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Two Billion Miles: interactive video story

Two Billion Miles: interactive video story
Related:  RefugeesCultural elements ^^

World Migration The GLOBAL MIGRATION FLOWS interactive app tracks migrants around the world. This application is now being hosted by It is endlessly fascinating to explore where we're from. Using the app: Choose whether you want to access information about migrants leaving a country (Outward) or migrants entering a country (Inward). This migration visualization tool is being developed by Locus Insight in collaboration with IOM. Note re web browser requirements: To view the migration app you will require a modern web browser. Sources: United Nations, Department of Economic and Social Affairs (2015).

The Refugee Project Every day, all over the world, ordinary people must flee their homes for fear of death or persecution. Many leave without notice, taking only what they can carry. Many will never return. They cross oceans and minefields, they risk their lives and their futures. The Refugee Project looks beyond the crises that are currently making headlines and allows viewers to explore all refugee migrations around the world since 1975. About the Data Under international law, the United Nations is responsible for protecting asylum seekers around the world. The Refugee Project does not consider the large number of economic migrants and other undocumented populations, nor does it show the millions of internally displaced persons in troubled countries around the world. Recognition The Refugee Project was selected for MoMA’s Design and Violence exhibition, where it was written about by the UNHCR’s High Comissioner, António Guterres. Compare refugee population visually by country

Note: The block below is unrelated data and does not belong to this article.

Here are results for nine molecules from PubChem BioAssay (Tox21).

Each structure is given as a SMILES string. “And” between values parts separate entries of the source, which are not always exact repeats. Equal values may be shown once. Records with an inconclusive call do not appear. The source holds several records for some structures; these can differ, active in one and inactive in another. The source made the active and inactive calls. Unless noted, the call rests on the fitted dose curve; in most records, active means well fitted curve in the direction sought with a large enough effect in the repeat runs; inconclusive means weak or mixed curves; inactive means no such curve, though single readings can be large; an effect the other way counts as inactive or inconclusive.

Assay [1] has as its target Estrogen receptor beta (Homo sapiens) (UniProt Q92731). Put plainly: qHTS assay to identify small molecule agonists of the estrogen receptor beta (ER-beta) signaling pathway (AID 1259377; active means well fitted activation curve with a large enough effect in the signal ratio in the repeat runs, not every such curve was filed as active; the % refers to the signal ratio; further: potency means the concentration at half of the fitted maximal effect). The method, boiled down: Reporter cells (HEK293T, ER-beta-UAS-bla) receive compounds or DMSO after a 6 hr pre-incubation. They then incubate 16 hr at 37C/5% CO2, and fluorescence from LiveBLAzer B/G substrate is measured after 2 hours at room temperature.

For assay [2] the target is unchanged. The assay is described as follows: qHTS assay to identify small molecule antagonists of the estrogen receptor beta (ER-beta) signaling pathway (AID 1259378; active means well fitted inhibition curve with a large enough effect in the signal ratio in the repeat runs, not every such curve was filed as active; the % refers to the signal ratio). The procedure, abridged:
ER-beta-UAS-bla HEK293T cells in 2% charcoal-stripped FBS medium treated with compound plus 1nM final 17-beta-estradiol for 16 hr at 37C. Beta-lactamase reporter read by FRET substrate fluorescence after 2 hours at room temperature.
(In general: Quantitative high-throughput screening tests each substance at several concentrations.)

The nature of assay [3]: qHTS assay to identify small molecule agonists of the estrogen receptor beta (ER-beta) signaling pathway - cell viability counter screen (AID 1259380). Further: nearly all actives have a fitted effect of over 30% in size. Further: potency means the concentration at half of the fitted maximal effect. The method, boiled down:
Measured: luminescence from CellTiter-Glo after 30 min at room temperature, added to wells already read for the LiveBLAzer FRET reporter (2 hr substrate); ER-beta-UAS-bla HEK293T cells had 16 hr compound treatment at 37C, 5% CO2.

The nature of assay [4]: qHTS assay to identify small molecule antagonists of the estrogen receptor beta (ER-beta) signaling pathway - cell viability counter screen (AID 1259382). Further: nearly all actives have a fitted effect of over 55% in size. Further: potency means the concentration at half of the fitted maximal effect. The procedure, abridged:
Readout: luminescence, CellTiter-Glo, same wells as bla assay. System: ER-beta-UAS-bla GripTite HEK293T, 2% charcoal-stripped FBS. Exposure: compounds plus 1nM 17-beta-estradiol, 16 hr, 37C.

Immigration: Stories of Yesterday and Today and Ellis Island World War II and the Postwar Period The United States entered World War II in 1942. During the war, immigration decreased. There was fighting in Europe, transportation was interrupted, and the American consulates weren't open. Also because of the war, the Chinese Exclusion Act was repealed in 1943. I believe that the admission of these persons will add to the strength and energy of the Nation." Learn More WEI OR DIE Alastair McClymont: Beware ignorant debate on motivated migrants Alastair McClymont is a specialist immigration lawyer living in Auckland Just who are the migrants supposedly stealing our houses and jobs? There have been plenty of knee-jerk reactions recently about the appropriate number of migrants that New Zealand can absorb each year. There has also been evidence of much ignorance on the subject. In the 12 months to April, New Zealand received 68,000 net migrants (long-term arrivals minus long-term departures). Economist Michael Reddell has stated that cutting migration to 10,000 a year would lead to a reduction in house prices. But the debate about migrant numbers is more complicated than Mr Peters or Mr Reddell would have us believe. An analysis of this figure of 68,000 net migrants may surprise many. Another quarter include New Zealanders who have been overseas for more than a year and are returning home to live, and Australians who intend to live here for longer than a year. Continued below. Ana Apatu: Learning our reo a powerful gift - NZ Herald